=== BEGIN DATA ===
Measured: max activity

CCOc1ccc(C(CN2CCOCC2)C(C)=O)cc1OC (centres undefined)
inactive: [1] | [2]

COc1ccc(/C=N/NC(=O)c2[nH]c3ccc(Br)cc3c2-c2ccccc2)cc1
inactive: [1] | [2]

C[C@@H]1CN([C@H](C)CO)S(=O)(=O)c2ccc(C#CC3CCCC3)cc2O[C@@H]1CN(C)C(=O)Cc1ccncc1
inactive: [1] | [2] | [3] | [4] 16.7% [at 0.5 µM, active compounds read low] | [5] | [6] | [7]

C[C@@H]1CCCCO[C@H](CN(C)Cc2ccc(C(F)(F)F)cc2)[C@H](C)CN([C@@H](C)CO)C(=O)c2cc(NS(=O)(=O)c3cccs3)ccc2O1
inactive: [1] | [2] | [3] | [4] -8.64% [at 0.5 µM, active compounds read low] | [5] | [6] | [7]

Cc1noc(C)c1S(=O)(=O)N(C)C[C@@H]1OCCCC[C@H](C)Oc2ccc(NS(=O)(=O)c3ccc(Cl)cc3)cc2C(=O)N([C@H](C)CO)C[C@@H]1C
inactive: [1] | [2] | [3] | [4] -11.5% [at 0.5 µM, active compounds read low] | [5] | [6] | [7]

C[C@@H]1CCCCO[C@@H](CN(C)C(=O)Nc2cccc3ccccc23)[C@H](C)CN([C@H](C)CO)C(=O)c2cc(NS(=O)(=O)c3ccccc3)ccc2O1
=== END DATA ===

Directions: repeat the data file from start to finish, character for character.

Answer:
Measured: max activity

CCOc1ccc(C(CN2CCOCC2)C(C)=O)cc1OC (centres undefined)
inactive: [1] | [2]

COc1ccc(/C=N/NC(=O)c2[nH]c3ccc(Br)cc3c2-c2ccccc2)cc1
inactive: [1] | [2]

C[C@@H]1CN([C@H](C)CO)S(=O)(=O)c2ccc(C#CC3CCCC3)cc2O[C@@H]1CN(C)C(=O)Cc1ccncc1
inactive: [1] | [2] | [3] | [4] 16.7% [at 0.5 µM, active compounds read low] | [5] | [6] | [7]

C[C@@H]1CCCCO[C@H](CN(C)Cc2ccc(C(F)(F)F)cc2)[C@H](C)CN([C@@H](C)CO)C(=O)c2cc(NS(=O)(=O)c3cccs3)ccc2O1
inactive: [1] | [2] | [3] | [4] -8.64% [at 0.5 µM, active compounds read low] | [5] | [6] | [7]

Cc1noc(C)c1S(=O)(=O)N(C)C[C@@H]1OCCCC[C@H](C)Oc2ccc(NS(=O)(=O)c3ccc(Cl)cc3)cc2C(=O)N([C@H](C)CO)C[C@@H]1C
inactive: [1] | [2] | [3] | [4] -11.5% [at 0.5 µM, active compounds read low] | [5] | [6] | [7]

C[C@@H]1CCCCO[C@@H](CN(C)C(=O)Nc2cccc3ccccc23)[C@H](C)CN([C@H](C)CO)C(=O)c2cc(NS(=O)(=O)c3ccccc3)ccc2O1